During the election season of 2012, the Democracy Fund asked the Campaign Finance Institute and Bipartisan Policy Center to convene a working group of scholars to recommend research priorities for funders over the next several years in the field of money and politics. Eighteen prominent scholars of political science, law, communications, and economics joined in the effort. They began with a shared premise: fundamental changes in politics, law, technology, and communications have made obsolete many of the research and policy frameworks that have guided past work. Given the depth of this change, these scholars saw the following as the most fruitful priorities for now. First, rather than focusing on individual research projects, urge funders to support creating an infrastructure of interrelated databases, many of whose key parts already exist. Second, continue looking at subjects likely to receive policy attention in the near term, including small donors and transparency. Third, generate a more detailed picture of the new campaign finance system. Finally, seek to have scholars come together across specialties to reflect on what has just occurred and where to go next, ideally on a regular basis.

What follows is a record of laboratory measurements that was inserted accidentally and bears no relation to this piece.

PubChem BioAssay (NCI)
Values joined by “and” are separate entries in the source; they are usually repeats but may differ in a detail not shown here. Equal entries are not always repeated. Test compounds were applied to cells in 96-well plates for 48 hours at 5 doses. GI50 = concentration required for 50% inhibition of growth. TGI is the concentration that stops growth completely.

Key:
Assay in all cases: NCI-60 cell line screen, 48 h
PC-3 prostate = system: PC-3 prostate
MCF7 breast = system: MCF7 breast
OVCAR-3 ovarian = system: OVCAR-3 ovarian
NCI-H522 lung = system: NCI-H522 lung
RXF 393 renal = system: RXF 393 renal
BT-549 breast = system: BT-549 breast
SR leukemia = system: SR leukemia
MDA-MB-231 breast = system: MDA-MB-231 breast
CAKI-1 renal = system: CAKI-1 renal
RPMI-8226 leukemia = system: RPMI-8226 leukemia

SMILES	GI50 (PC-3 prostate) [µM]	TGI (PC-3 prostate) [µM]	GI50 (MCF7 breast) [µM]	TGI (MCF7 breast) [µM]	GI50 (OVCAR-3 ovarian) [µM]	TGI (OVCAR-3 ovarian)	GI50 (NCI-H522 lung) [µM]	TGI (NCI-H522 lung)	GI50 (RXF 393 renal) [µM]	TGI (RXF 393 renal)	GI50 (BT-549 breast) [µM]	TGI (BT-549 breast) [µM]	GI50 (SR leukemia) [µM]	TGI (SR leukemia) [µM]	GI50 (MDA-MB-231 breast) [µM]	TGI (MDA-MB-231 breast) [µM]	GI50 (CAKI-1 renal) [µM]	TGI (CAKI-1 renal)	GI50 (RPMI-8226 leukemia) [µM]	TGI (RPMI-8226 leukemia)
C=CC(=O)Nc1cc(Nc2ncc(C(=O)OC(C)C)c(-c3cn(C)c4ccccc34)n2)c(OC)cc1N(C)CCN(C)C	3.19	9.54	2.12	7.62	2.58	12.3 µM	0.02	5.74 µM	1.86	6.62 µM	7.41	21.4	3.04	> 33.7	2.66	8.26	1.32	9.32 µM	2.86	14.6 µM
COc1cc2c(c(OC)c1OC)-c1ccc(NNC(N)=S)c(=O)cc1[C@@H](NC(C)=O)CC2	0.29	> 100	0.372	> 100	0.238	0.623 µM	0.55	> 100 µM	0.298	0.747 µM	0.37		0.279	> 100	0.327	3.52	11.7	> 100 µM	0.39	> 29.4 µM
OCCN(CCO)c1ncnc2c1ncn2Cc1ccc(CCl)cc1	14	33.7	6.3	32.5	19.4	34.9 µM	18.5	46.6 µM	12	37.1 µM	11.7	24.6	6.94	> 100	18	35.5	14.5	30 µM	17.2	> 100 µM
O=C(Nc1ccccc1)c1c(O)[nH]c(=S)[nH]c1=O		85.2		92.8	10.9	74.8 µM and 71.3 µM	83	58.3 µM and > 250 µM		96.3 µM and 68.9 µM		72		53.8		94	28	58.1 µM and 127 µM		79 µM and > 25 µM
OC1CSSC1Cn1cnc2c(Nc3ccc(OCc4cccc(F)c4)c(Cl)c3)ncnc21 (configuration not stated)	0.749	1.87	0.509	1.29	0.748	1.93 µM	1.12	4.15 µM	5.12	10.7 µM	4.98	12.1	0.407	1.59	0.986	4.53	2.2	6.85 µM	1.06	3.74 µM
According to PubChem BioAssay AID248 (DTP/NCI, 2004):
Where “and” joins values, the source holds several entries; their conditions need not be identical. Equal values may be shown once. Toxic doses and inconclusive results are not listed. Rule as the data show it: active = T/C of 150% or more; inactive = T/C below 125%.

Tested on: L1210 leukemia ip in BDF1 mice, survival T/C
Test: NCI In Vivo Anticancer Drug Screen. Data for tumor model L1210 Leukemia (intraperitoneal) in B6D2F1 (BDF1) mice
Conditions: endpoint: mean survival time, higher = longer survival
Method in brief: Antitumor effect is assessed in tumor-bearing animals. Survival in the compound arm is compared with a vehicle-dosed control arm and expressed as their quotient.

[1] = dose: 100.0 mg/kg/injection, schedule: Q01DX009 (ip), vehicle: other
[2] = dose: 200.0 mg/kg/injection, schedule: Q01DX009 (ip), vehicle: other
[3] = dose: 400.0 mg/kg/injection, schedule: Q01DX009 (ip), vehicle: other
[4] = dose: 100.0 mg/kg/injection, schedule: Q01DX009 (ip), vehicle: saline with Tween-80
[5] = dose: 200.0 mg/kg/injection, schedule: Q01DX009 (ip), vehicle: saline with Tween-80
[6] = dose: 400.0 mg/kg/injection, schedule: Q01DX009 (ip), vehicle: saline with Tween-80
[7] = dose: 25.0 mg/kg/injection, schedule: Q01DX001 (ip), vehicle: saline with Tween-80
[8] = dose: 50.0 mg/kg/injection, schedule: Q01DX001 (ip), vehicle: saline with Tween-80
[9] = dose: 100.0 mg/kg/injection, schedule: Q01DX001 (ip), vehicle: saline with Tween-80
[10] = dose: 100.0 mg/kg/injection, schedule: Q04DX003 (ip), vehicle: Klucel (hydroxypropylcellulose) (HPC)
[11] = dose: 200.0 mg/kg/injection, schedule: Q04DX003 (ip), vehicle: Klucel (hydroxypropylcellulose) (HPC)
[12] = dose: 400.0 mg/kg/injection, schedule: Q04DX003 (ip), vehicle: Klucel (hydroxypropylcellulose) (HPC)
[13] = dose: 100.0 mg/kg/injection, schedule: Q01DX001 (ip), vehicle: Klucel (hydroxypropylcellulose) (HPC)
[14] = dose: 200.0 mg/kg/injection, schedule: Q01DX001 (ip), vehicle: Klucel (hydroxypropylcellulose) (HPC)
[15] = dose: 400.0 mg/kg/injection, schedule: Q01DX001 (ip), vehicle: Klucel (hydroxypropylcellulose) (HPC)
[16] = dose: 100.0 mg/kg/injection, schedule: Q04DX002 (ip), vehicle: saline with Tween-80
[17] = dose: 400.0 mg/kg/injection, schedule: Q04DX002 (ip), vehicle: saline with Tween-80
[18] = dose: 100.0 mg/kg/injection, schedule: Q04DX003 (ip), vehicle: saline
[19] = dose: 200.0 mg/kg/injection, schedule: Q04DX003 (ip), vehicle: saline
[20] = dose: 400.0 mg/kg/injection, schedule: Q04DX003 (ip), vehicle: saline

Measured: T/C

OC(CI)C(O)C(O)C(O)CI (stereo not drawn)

About the authors
John C. Fortier is Director of the Democracy Project at the Bipartisan Policy Center. Before going to BPC, he was a research fellow at the American Enterprise Institute, where he also served as the principal contributor to the AEI-Brookings Election Reform Project.
Michael J. Malbin is co-founder and Executive Director of the Campaign Finance Institute, (CFI), a nonpartisan research institute in Washington, DC. He is also a Professor of Political Science at the University at Albany (SUNY).
Our thanks go to the Omidyar Network’s Democracy Fund, and particularly to Joe Goldman, the fund’s Director who encouraged this project at every step. Thanks also to Adam Ambrogi, Investment Principal, who joined the Democracy Fund midway through this effort.
The names of the working group’s members follow. Fifteen of the eighteen endorsed the report and have asterisks after their names. All contributed importantly to the group’s deliberations. The members were: Stephen Ansolabehere*, Bruce E. Cain*, Guy-Uriel Charles*, Anthony Corrado*, John Fortier*, Michael Franz*, Donald Green*, Samuel Issacharoff*, Kathleen Hall Jamieson*, David Karpf*, Ruth Jones*, Raymond La Raja*, Michael J. Malbin*, Kenneth Mayer*, Jeffrey D. Milyo, Nathaniel Persily*, Lynda W. Powell, and John Samples.
Our thanks to Reed Hundt, David Kirby, John Richter, Joe Sandler and Micah Sifry for sharing their perspectives.
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